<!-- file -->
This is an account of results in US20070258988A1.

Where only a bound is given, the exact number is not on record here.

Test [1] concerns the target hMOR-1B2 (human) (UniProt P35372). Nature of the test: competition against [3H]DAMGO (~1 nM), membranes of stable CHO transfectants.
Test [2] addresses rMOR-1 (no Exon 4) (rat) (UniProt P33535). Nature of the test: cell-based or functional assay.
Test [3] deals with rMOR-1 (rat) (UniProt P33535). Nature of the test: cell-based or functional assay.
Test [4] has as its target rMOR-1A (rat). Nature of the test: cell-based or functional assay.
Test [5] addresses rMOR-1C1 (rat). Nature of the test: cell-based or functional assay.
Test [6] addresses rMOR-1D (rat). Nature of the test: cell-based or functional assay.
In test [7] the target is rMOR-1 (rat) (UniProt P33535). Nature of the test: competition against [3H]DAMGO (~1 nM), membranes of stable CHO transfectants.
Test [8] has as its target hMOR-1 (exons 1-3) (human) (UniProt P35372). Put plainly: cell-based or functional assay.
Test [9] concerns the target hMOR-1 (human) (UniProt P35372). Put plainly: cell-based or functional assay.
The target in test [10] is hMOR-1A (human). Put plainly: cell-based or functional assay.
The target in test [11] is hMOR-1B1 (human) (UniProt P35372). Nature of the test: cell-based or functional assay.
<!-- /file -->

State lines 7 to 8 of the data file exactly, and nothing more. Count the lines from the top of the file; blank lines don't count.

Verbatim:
Test [5] addresses rMOR-1C1 (rat). Nature of the test: cell-based or functional assay.
Test [6] addresses rMOR-1D (rat). Nature of the test: cell-based or functional assay.